A new book* is out about the famous Minnesota study of twins which demonstrated the overwhelmingly significant influence of our genes on our respective fates. When one is confronted with identical twins who have been raised apart and who are not only physically but also psychologically and intellectually very similar, the obfuscatory and equivocal talk which has for so long surrounded these matters is exposed for what it is.
Yes, there are complexities. There is the possibility that some people may attribute a more significant role to our genes than they in fact play. But I think by far the more common error is to underestimate the power and significance of genetic factors.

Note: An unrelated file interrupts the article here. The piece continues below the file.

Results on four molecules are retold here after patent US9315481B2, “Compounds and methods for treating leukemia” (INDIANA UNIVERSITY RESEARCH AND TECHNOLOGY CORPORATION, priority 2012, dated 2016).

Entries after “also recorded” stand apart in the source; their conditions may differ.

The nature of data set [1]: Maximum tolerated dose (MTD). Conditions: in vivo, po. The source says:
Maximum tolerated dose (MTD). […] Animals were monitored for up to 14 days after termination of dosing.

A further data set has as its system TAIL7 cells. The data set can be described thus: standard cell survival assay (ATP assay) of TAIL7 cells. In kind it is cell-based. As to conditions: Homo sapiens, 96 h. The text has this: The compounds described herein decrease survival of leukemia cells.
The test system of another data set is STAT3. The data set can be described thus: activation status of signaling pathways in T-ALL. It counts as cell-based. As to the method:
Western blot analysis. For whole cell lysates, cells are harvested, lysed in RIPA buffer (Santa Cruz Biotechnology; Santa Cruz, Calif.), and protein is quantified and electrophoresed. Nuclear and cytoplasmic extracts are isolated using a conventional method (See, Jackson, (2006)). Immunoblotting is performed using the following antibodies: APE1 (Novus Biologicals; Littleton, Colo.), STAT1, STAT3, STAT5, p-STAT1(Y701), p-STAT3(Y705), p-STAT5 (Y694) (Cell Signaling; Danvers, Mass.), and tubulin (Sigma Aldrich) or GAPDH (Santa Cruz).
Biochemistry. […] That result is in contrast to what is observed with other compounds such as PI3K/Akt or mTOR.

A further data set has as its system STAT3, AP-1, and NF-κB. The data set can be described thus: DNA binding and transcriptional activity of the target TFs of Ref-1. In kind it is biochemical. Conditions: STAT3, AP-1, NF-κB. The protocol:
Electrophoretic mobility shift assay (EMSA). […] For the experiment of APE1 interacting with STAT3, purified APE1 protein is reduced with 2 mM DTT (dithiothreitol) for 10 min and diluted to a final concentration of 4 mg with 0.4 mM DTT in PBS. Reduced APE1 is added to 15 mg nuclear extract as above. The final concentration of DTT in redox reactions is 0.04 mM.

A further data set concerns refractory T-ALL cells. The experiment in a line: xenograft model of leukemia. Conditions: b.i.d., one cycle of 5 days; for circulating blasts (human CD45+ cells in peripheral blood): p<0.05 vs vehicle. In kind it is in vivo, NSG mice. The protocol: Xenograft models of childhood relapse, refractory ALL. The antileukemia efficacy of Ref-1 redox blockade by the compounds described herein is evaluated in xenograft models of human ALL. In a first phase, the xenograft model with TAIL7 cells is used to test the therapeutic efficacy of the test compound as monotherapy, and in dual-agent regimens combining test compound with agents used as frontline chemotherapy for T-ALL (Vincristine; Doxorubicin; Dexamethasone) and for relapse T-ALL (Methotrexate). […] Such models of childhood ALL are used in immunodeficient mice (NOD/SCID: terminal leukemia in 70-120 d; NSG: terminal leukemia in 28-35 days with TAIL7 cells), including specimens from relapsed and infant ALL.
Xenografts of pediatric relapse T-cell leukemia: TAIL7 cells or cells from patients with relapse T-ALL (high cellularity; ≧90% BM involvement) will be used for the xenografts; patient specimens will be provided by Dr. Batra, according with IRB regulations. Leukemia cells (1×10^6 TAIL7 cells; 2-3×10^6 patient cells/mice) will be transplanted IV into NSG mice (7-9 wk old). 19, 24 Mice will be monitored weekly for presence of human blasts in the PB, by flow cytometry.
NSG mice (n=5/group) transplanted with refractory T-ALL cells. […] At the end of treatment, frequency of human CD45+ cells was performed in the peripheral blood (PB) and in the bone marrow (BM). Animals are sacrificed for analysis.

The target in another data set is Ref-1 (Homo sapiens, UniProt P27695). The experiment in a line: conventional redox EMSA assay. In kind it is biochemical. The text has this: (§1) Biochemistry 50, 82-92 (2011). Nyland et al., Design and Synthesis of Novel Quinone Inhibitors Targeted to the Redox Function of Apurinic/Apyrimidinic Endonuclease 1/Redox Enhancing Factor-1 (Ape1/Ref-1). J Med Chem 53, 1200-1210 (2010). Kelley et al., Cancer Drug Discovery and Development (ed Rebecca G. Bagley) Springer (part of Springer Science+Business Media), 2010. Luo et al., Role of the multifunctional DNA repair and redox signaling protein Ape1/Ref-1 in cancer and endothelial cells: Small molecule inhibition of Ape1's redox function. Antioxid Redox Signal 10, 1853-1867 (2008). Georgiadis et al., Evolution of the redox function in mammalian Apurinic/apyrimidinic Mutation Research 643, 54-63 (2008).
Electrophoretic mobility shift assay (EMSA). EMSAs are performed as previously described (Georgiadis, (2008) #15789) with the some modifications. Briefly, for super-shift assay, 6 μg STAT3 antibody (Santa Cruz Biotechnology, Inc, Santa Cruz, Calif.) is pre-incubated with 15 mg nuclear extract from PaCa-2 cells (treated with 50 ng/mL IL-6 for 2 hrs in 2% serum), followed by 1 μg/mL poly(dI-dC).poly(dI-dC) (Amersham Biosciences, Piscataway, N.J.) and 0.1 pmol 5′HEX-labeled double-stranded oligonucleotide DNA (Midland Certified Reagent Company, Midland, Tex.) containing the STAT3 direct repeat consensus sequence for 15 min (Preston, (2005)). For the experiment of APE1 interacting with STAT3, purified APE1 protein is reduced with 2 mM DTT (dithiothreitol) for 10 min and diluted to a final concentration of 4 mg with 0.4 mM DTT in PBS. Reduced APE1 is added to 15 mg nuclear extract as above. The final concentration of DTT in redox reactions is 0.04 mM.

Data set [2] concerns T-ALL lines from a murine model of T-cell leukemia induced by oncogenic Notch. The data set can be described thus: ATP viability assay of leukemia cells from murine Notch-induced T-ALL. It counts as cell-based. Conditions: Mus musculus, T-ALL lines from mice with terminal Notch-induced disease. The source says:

My views on this matter started to take shape when I saw a documentary film based on the Minnesota study and featuring some of the twins themselves. One thing was strikingly clear: what the social scientific establishment had been saying for so long about genetic inheritance (essentially downplaying its importance) was false (and presumably ideologically motivated).
Attempts to discredit studies such as the Minnesota project continue. People will believe what they want to believe, I guess, and try to convince others.
But, just as the ideologically-inspired bias of famous phonies like Margaret Mead was eventually exposed, so later waves of social pseudo-scientists and ideologically-driven philosophers will fall by the wayside.
Truth wins in the sense that ideas which are way out of line with the data are marginalized (and eventually fizzle out). Debate and conflict may continue, but the battle lines have shifted and will continue to shift.
* Here are some pertinent comments by Matt Ridley; and here is Bryan Caplan's review from The Wall Street Journal.